An association between oxidative stress and muscle atrophy and weakness in vivo is supported by elevated oxidative damage and accelerated loss of muscle mass and force with aging in CuZn-superoxide dismutasedeficient (Sod1 -/-) mice. The purpose was to determine the basis for low specific force (N/cm 2) of gastrocnemius muscles in Sod1 -/- mice and establish the extent to which structural and functional changes in muscles of Sod1 -/- mice resemble those associated with normal aging. We tested the hypothesis that muscle weakness in Sod1 -/-mice is due to functionally denervated fibers by comparing forces during nerve and direct muscle stimulation. No differences were observed for wild-type mice at any age in the forces generated in response to nerve and muscle stimulation. Nerve- and muscle-stimulated forces were also not different for 4-wk-old Sod1 -/- mice, whereas, for 8- and 20-mo-old mice, forces during muscle stimulation were 16 and 30% greater, respectively, than those obtained using nerve stimulation. In addition to functional evidence of denervation with aging, fiber number was not different for Sod1 -/-and wild-type mice at 4 wk, but 50% lower for Sod1 -/- mice by 20 mo, and denervated motor end plates were prevalent in Sod1 -/- mice at both 8 and 20 mo and in WT mice by 28 mo. The data suggest ongoing denervation in muscles of Sod1 -/- mice that results in fiber loss and muscle atrophy. Moreover, the findings support using Sod1 -/- mice to explore mechanistic links between oxidative stress and the progression of deficits in muscle structure and function.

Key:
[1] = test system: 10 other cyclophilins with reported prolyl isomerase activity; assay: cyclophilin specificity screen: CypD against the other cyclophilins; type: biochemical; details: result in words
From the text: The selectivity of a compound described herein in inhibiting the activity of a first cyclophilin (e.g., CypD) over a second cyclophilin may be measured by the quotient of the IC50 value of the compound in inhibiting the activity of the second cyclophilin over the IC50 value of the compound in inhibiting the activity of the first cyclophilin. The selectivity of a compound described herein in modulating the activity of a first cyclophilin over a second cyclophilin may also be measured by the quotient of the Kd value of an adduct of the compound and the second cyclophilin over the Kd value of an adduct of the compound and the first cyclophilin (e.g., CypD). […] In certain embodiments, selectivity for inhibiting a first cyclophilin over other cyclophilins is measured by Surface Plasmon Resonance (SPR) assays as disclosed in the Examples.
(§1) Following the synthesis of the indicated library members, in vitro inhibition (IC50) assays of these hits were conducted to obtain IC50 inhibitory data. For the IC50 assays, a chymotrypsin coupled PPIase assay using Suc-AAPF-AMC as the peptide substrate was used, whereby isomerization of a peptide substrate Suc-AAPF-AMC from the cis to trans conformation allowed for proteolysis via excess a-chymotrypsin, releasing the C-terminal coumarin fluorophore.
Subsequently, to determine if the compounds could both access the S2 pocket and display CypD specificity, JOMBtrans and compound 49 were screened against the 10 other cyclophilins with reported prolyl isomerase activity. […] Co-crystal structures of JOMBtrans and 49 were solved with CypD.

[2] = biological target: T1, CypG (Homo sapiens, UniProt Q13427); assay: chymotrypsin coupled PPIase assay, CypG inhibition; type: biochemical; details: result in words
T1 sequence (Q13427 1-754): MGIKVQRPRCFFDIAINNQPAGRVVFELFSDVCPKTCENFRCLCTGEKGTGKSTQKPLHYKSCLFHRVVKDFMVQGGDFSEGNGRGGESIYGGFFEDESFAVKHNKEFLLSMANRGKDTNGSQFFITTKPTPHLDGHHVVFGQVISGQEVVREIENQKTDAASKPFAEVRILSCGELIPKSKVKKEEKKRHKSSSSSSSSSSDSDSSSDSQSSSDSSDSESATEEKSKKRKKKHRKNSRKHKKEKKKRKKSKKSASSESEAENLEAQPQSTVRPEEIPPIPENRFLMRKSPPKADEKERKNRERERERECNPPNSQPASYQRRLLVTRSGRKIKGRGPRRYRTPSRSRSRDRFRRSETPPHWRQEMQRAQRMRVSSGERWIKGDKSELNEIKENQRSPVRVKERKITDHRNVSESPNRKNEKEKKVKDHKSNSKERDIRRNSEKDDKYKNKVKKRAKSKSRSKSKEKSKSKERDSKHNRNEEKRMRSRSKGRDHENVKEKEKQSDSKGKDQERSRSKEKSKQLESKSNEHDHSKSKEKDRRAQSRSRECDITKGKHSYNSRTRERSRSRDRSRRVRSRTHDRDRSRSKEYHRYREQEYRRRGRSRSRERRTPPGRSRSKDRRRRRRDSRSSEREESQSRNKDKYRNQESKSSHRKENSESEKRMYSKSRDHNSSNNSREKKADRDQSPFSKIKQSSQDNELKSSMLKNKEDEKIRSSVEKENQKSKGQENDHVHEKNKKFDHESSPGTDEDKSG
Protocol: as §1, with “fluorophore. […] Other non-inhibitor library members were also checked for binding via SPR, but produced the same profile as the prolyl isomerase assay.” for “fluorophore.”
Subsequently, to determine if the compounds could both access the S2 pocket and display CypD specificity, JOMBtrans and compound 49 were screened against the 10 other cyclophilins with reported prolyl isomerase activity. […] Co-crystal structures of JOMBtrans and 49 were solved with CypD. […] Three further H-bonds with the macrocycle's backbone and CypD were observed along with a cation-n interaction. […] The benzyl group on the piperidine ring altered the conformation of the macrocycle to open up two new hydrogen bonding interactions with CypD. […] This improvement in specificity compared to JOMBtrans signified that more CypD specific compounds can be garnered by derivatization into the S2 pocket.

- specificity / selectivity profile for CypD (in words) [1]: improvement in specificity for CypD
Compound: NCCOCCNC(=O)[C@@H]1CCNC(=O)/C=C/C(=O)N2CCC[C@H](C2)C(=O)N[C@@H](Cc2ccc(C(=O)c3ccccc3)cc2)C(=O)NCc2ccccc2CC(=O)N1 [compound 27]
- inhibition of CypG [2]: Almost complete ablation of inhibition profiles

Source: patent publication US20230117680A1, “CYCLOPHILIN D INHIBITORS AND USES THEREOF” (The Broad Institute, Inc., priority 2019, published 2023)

|Original language||English (US)|
|Journal||American Journal of Physiology - Regulatory Integrative and Comparative Physiology|
|State||Published - Nov 1 2011|
- Specific force
ASJC Scopus subject areas
- Physiology (medical)